KAL-ASD Korean Unmanned System-7 (KUS-7) /RQ-102: KAL-ASD is believed to have delivered 16 complete systems – each comprising four UAVs – by the end of 2020. The RQ-101is designed for short take-off and landing operations, and can stay aloft for 24 hours. It is equipped with automatic target tracking capability with an effective range of up to 10km (six miles).
Elbit Systems Skylark II: Elbit’s Skylark II is a larger and more capable version of the hand-launched Skylark I with an endurance of six hours and an operational radius of approximately 59km (36 miles). The system typically comprises up to two air vehicles, associated payloads, and a truck-mounted rail launcher and GCS.
Foosung Group/UCON Systems Remoeye: The RoKA signed a contract with Foosung Group for its RemoEye 002B mini-UAV in 2013, with deliveries of 120 systems – each comprising four air vehicles – commencing in the third quarter of 2015. The electrically powered air vehicle has an range and endurance of 10km (six miles) and 60 minutes, and is equipped with a nose-mounted, stabilised electro-optical infrared payload with pan and tilt scanning.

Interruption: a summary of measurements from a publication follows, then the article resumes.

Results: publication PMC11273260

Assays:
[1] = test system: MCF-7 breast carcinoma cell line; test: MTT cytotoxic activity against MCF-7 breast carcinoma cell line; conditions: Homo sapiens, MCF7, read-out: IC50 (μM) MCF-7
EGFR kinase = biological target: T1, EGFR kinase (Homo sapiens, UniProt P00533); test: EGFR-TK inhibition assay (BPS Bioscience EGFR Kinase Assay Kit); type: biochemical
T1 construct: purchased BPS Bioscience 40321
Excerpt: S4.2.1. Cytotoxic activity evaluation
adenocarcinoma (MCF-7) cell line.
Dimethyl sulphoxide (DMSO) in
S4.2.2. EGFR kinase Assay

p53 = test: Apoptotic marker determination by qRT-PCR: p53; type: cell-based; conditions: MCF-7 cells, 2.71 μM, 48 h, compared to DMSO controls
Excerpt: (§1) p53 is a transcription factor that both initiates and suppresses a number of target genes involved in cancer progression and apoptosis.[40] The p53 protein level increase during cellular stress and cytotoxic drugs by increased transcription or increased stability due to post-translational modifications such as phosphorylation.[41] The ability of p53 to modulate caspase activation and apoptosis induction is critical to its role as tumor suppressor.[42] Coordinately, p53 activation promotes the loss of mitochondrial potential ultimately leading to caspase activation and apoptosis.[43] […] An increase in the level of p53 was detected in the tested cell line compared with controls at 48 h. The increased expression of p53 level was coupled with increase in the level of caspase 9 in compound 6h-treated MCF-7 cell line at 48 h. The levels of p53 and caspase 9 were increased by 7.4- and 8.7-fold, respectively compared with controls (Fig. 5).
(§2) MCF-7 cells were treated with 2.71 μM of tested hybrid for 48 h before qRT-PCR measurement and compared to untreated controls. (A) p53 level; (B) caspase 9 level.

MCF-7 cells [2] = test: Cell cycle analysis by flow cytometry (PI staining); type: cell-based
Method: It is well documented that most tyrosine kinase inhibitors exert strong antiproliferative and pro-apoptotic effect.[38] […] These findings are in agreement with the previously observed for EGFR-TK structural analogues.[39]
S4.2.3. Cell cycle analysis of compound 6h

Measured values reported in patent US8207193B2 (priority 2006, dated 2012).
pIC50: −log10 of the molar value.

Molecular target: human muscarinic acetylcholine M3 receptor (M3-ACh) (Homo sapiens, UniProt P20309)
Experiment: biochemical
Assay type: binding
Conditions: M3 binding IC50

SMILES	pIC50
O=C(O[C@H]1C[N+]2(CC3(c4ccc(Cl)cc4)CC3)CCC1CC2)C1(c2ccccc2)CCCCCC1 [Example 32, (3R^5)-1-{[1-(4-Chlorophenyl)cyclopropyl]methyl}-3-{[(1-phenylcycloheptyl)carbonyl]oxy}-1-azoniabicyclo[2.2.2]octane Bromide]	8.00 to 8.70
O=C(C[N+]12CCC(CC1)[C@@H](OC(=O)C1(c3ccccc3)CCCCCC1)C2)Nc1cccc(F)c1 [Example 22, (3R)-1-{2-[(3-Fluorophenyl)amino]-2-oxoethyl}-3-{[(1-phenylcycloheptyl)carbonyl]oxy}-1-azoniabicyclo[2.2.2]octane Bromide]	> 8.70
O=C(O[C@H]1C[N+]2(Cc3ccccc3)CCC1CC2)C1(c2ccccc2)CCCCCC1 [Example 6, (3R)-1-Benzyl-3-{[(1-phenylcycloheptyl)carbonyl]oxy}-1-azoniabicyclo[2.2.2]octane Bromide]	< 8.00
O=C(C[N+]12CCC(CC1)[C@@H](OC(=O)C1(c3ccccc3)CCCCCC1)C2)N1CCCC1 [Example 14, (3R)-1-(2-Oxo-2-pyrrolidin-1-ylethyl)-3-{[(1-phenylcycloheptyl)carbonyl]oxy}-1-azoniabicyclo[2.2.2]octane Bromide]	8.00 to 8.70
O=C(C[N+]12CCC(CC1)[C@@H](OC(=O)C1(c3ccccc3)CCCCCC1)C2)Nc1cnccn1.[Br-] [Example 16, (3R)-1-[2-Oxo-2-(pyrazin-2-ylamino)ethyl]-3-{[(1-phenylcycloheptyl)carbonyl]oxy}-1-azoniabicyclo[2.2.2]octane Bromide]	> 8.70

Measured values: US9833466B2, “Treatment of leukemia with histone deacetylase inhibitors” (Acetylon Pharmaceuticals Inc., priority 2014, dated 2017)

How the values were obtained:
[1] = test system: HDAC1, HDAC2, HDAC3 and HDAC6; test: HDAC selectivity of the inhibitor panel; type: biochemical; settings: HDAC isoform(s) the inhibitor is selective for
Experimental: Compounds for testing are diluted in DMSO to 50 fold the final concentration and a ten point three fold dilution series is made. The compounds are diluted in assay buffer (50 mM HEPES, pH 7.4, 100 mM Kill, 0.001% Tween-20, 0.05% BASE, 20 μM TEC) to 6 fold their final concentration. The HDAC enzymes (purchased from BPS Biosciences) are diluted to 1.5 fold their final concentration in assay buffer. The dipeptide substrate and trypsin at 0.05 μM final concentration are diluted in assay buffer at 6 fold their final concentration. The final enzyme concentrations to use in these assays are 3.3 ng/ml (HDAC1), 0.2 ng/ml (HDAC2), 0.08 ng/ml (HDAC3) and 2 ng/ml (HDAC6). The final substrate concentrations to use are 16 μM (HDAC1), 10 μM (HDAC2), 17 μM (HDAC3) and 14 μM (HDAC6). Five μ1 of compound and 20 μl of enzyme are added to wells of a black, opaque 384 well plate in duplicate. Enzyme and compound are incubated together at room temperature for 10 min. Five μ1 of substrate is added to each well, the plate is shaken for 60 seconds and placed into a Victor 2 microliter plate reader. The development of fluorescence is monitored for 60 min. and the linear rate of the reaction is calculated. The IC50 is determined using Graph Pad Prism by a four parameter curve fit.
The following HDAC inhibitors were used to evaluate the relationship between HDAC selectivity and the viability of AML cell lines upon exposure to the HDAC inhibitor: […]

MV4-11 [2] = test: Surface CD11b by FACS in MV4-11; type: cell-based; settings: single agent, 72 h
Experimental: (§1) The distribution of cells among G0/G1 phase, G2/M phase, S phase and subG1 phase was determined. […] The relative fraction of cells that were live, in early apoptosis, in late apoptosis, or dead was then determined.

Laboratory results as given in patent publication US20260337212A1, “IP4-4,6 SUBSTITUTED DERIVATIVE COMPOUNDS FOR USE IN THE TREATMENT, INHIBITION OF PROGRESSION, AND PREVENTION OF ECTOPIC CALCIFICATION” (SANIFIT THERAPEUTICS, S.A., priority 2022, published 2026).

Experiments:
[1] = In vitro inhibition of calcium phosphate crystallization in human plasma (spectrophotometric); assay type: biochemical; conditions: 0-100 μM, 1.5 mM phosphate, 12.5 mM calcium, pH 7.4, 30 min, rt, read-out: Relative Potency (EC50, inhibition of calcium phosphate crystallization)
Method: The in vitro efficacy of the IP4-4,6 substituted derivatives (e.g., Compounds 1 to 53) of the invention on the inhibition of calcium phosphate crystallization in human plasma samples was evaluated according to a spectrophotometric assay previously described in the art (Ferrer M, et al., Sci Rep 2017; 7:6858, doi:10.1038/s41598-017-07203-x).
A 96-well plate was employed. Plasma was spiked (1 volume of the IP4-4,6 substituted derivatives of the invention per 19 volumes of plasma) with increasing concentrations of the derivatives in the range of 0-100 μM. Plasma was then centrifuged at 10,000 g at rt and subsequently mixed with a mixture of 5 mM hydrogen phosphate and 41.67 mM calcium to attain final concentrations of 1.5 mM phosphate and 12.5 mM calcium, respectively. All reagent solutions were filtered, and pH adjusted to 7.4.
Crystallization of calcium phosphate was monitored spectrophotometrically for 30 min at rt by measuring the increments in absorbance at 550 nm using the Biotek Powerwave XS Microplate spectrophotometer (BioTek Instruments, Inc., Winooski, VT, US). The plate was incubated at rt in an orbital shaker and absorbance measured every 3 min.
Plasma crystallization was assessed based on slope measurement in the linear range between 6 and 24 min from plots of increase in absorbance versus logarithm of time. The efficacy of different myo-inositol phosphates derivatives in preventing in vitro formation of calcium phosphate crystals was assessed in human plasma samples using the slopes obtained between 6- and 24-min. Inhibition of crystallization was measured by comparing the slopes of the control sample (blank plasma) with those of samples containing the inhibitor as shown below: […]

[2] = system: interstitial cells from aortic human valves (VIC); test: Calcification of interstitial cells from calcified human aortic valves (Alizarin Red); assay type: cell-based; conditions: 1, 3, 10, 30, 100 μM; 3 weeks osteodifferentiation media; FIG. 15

IAI Heron 1: IAI announced in December 2014 its Heron 1 was selected for the RoK armed forces’ corps-level UAV requirement. An unspecified number of these air vehicles are understood to be operated by the RoKA. At least one of these air vehicles have been reported performing reconnaissance missions over the Demilitarised Zone (DMZ).
KAL-ASD KUS-FC: Very little is known about the stealth-optimised, turbojet-powered KUS-FC UCAV. The company has stated a wingspan of approximately 52ft (16m) and a flight endurance of six hours at the ADEX 2017 exhibition in Seoul, but has withheld further information.
KAL-ASD KUS-FS: Also known as the Medium-Altitude UAV (MUAV), the KUS-FS MALE UAV is being developed for the RoKAF and is in the same class as the US MQ-9 Reaper UAV. The multirole air vehicle is expected to perform missions such as communications relay, electronic warfare (EW), ISR, as well as signals intelligence (SIGINT).
KAL-ASD KUS-VH: KAL-ASD is developing a rotary-wing unmanned platform based on the MD-500 light attack helicopter. Flight endurance is extended to four hours with the installation of a large fuel tank in place of the rear passenger seats. If successfully developed, the KUS-VH could potentially support manned/unmanned-teaming operations with the RoKA’s AH-64E Apache Guardians, which already feature the ability to command UAVs.
KAL-ASD KUS-VT: An unmanned tiltrotor aircraft developed jointly with the Korea Aerospace Research Institute (KARI) and based on the TR-60 system. The KUS-VT can carry a 66lb (30kg) payload and has an operational radius of 200km (124 miles) with an endurance of six hours. It is expected to perform autonomous VTOL and shipboard operations.